Delicious I use for saving content, not finding it though. SU is the best for finding great links in a certain topic I think. I really like it. :D

  • Second Life Man, September 26, 2007

    Thank you for the helpful tips. I will be using these techniques to increase my online mojo.

  • Kevin, September 26, 2007

    I’ve already setup the StumbleUpon, and Digg in my Mozilla Firefox. But I just simply stumble, tag and digg. I never realize there are some other ways to find ‘Quality informations’.. Thanks for your information here. I would have a try.

  • webgeekgirl, September 26, 2007

    Regarding SU, I don’t choose friends who thumb up frequently but those who *review* frequently. I keep an eye on my SU home to see what my friends are reading. So if they don’t bother to review anything then I find it less useful even if they are active stumblers. Also, as with Digg, ppl who only ever review their own content – that really isn’t the way to make friends. At the same time you have to be careful not to ignore everyone who has made very few reviews. They may just be newbies, so I also check when they signed up.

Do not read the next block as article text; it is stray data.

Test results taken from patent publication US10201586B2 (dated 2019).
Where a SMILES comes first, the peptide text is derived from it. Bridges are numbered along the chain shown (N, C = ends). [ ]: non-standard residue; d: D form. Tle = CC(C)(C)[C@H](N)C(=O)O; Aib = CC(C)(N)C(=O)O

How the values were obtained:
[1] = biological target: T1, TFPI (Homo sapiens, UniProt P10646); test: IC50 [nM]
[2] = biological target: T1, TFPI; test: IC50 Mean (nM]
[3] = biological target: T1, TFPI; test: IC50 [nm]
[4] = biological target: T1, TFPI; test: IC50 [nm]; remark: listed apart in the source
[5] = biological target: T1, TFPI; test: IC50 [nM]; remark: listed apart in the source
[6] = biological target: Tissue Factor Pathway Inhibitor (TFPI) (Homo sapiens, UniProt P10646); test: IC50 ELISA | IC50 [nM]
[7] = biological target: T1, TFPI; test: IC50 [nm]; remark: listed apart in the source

• pelf, September 26, 2007

    I am still not very familiar with the SU interface which I think isn’t very user-friendly (or is it just me?!). But I am having fun with

    In fact, I find it easier to look for quality content in than in SU despite having similar networks of friends because in SU, many people just stumble, give thumbs up, stumble, give thumbs up, (repeat cycle). I find that people who stumble aren’t likely to leave a comment. They’re just interested in the traffic, that’s all.

    Just my 2 cents though.